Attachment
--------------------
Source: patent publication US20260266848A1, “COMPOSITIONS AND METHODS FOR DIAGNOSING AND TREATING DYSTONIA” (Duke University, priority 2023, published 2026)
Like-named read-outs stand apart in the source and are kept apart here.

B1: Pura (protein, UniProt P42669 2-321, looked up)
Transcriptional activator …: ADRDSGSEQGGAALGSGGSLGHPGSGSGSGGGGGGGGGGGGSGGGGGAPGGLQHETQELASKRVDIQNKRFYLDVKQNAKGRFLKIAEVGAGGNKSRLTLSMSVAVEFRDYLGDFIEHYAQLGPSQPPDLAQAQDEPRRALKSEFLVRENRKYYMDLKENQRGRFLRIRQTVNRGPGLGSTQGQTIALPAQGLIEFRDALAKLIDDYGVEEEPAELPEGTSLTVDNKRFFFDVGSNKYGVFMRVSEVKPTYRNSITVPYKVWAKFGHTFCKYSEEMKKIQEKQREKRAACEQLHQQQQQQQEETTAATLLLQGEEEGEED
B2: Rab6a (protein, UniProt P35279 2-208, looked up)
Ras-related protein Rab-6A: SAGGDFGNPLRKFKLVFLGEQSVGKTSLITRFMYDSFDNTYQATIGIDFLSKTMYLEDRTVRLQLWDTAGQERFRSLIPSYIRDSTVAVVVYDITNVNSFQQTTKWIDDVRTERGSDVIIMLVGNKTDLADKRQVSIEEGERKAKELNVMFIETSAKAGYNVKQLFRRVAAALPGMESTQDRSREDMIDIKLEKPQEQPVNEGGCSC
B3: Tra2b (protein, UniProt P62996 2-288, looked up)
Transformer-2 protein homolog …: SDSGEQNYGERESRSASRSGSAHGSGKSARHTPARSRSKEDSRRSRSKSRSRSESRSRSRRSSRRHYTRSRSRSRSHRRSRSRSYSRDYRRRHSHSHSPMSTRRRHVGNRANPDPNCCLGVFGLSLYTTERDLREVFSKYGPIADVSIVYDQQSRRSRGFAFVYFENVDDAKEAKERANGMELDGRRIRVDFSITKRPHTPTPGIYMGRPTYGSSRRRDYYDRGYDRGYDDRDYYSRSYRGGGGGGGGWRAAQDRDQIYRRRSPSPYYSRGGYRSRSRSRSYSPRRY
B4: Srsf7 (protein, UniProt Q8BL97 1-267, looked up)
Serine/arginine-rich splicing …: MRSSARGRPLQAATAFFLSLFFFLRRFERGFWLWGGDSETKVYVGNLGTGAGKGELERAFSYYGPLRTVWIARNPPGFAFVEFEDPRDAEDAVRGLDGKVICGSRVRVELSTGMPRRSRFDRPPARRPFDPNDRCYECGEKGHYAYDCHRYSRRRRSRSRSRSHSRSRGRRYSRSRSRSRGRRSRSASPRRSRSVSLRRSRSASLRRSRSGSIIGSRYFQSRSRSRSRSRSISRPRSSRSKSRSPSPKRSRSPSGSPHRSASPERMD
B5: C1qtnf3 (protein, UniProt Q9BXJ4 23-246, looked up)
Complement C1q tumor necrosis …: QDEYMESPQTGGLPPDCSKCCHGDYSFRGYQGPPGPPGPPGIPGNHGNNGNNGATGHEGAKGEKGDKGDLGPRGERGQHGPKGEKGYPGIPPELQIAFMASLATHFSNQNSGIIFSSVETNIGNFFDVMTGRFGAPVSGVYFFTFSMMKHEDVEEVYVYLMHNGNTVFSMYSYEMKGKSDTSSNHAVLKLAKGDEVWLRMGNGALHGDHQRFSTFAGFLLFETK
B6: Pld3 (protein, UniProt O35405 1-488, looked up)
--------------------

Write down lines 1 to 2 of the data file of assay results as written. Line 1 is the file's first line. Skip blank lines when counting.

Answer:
Source: patent publication US20260266848A1, “COMPOSITIONS AND METHODS FOR DIAGNOSING AND TREATING DYSTONIA” (Duke University, priority 2023, published 2026)
Like-named read-outs stand apart in the source and are kept apart here.